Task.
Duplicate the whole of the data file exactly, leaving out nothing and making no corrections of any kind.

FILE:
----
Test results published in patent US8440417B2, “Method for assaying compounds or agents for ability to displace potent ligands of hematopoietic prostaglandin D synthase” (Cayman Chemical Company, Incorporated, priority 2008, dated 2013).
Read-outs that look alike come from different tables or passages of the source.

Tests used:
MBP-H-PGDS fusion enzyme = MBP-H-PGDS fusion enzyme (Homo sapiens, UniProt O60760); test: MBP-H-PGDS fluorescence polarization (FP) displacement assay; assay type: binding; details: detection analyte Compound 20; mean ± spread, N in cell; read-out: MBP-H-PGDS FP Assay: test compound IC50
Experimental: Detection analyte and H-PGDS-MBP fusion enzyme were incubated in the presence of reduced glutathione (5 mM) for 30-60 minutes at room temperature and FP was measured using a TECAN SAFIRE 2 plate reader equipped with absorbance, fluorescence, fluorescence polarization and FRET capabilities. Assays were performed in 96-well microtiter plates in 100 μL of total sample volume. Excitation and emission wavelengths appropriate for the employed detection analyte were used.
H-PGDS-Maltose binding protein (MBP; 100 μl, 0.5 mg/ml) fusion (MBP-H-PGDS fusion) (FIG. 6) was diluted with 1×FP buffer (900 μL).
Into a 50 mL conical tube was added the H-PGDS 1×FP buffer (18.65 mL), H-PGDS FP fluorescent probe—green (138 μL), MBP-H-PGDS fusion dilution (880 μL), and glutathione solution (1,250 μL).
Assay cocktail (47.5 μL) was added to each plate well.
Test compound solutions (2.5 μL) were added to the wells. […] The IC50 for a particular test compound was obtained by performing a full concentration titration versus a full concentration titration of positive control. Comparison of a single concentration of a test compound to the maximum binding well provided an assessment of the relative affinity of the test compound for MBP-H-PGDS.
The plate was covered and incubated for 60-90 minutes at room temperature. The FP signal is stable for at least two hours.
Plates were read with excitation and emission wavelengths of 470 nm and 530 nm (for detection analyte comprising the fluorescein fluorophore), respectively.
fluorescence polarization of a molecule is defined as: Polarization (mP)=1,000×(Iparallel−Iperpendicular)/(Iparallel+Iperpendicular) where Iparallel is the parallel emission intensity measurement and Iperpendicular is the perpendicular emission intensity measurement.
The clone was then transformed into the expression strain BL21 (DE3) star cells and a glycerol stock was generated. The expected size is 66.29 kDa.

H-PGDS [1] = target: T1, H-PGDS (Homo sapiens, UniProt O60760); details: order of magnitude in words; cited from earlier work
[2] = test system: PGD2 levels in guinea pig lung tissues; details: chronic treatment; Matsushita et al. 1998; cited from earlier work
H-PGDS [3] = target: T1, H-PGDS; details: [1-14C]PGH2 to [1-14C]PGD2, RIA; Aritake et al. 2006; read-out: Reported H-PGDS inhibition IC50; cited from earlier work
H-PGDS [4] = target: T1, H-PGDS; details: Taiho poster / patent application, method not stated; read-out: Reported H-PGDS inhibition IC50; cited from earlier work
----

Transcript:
Test results published in patent US8440417B2, “Method for assaying compounds or agents for ability to displace potent ligands of hematopoietic prostaglandin D synthase” (Cayman Chemical Company, Incorporated, priority 2008, dated 2013).
Read-outs that look alike come from different tables or passages of the source.

Tests used:
MBP-H-PGDS fusion enzyme = MBP-H-PGDS fusion enzyme (Homo sapiens, UniProt O60760); test: MBP-H-PGDS fluorescence polarization (FP) displacement assay; assay type: binding; details: detection analyte Compound 20; mean ± spread, N in cell; read-out: MBP-H-PGDS FP Assay: test compound IC50
Experimental: Detection analyte and H-PGDS-MBP fusion enzyme were incubated in the presence of reduced glutathione (5 mM) for 30-60 minutes at room temperature and FP was measured using a TECAN SAFIRE 2 plate reader equipped with absorbance, fluorescence, fluorescence polarization and FRET capabilities. Assays were performed in 96-well microtiter plates in 100 μL of total sample volume. Excitation and emission wavelengths appropriate for the employed detection analyte were used.
H-PGDS-Maltose binding protein (MBP; 100 μl, 0.5 mg/ml) fusion (MBP-H-PGDS fusion) (FIG. 6) was diluted with 1×FP buffer (900 μL).
Into a 50 mL conical tube was added the H-PGDS 1×FP buffer (18.65 mL), H-PGDS FP fluorescent probe—green (138 μL), MBP-H-PGDS fusion dilution (880 μL), and glutathione solution (1,250 μL).
Assay cocktail (47.5 μL) was added to each plate well.
Test compound solutions (2.5 μL) were added to the wells. […] The IC50 for a particular test compound was obtained by performing a full concentration titration versus a full concentration titration of positive control. Comparison of a single concentration of a test compound to the maximum binding well provided an assessment of the relative affinity of the test compound for MBP-H-PGDS.
The plate was covered and incubated for 60-90 minutes at room temperature. The FP signal is stable for at least two hours.
Plates were read with excitation and emission wavelengths of 470 nm and 530 nm (for detection analyte comprising the fluorescein fluorophore), respectively.
fluorescence polarization of a molecule is defined as: Polarization (mP)=1,000×(Iparallel−Iperpendicular)/(Iparallel+Iperpendicular) where Iparallel is the parallel emission intensity measurement and Iperpendicular is the perpendicular emission intensity measurement.
The clone was then transformed into the expression strain BL21 (DE3) star cells and a glycerol stock was generated. The expected size is 66.29 kDa.

H-PGDS [1] = target: T1, H-PGDS (Homo sapiens, UniProt O60760); details: order of magnitude in words; cited from earlier work
[2] = test system: PGD2 levels in guinea pig lung tissues; details: chronic treatment; Matsushita et al. 1998; cited from earlier work
H-PGDS [3] = target: T1, H-PGDS; details: [1-14C]PGH2 to [1-14C]PGD2, RIA; Aritake et al. 2006; read-out: Reported H-PGDS inhibition IC50; cited from earlier work
H-PGDS [4] = target: T1, H-PGDS; details: Taiho poster / patent application, method not stated; read-out: Reported H-PGDS inhibition IC50; cited from earlier work